Getting Bad Notes
If you get back bad notes from a producer or publisher about your work. What does that say about you as a person?
As long as you don’t identify with your work, that is. As in, connecting your self-worth with the opinion about your work of others.
Why is this important?
First of all, you are not your work. What you wrote was somewhere inside you, has to do something with how you experience the world and your opinion about it.
And depending on how well that fits with something that a producer or publisher thinks he can sell you might get back “better” or “worse” notes.
But those notes are nothing more than that: the opinion of another person under specific circumstances, looking for something specific on a specific day in a specific mood.
Tomorrow, circumstances might be completely different. Another person might see it completely different. Being in another mood the same person might see it completely different.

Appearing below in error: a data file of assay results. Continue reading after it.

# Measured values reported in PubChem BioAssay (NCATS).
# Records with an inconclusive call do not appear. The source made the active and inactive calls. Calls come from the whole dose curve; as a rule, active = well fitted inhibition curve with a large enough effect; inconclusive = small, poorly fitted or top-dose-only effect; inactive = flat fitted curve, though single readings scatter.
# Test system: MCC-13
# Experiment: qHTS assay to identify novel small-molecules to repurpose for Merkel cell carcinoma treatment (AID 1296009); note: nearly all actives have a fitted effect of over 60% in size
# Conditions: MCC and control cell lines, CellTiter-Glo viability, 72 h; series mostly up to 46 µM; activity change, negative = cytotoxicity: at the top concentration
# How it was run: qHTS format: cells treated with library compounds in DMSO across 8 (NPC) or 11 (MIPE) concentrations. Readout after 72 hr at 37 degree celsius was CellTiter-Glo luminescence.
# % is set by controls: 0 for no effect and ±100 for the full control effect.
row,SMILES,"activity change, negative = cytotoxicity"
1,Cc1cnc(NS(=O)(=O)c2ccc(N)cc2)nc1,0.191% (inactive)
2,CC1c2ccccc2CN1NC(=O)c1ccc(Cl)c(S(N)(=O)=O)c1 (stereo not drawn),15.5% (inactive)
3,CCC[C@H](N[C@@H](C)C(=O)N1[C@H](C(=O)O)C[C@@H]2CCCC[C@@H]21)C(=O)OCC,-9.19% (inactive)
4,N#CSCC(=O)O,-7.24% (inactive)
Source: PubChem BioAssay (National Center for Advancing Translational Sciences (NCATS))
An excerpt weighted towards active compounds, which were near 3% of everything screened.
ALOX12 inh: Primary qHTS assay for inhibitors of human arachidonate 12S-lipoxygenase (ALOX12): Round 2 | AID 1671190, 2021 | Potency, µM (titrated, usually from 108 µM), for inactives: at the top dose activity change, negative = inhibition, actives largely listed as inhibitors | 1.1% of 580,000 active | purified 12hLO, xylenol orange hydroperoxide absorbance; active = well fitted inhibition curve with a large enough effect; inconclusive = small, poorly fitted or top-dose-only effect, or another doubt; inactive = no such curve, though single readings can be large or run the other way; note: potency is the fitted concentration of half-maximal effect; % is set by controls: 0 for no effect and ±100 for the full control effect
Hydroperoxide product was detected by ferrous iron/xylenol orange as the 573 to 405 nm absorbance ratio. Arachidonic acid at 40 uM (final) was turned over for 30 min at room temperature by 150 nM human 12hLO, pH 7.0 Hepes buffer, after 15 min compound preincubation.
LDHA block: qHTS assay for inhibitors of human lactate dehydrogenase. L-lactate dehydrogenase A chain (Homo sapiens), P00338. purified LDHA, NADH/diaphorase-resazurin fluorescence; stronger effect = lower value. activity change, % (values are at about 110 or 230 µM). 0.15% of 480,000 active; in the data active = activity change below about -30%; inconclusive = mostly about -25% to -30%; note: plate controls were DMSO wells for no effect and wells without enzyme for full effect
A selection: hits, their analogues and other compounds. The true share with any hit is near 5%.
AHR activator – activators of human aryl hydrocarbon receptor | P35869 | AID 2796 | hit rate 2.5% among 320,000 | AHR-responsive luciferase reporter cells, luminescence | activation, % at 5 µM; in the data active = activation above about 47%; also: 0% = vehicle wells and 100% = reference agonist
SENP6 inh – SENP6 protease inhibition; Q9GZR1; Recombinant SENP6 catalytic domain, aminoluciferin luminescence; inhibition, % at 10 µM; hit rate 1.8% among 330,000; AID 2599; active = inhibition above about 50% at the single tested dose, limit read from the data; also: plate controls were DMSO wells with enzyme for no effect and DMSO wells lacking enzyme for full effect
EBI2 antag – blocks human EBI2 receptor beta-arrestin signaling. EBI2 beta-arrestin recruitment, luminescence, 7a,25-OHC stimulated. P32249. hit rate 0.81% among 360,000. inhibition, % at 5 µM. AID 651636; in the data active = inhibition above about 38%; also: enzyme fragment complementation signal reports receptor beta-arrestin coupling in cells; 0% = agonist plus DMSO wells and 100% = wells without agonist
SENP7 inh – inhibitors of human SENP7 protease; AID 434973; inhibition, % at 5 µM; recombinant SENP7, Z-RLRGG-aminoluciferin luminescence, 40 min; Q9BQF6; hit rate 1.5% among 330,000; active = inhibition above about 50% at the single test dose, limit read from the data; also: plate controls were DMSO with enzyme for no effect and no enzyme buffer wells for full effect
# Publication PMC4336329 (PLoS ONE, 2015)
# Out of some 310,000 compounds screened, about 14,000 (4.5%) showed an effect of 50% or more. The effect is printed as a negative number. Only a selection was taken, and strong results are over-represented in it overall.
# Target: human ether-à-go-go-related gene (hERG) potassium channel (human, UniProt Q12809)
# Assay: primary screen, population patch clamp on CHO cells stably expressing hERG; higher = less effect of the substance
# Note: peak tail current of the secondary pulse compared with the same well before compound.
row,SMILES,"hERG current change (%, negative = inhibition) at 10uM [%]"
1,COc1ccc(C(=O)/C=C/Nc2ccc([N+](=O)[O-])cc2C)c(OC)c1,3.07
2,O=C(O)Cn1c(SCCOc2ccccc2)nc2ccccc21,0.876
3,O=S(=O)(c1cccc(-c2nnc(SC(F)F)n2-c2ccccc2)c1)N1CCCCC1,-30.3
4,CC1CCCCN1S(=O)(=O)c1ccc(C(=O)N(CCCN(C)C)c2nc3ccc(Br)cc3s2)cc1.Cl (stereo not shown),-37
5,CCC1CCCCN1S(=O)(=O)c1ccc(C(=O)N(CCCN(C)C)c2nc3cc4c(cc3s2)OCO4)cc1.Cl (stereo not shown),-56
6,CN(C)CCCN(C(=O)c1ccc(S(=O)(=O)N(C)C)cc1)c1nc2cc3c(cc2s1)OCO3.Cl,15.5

Do you see how volatile this opinion is?
And even if, let’s suppose you get back the same bad note from a couple of feedback sources that you deem trustworthy.
What does THAT say about you as a person?
What does that say about your ability as a writer?
If you accept the feedback (if you get the same or very similar feedback from three different sources you should look into it), you’ve just found your next area to approve in.
And once you’ve done it you will be a better writer than before.
Don’t link your self-worth to your writing ability. They are two completely separate things.
How to learn to stop linking your self-worth to things and abilities?
Become part of my “Yoga for Writers” program:
(To get the link to the “Yoga for Writers” Program sign up for my daily emails on this website and check the P.S. section of the Welcome email!)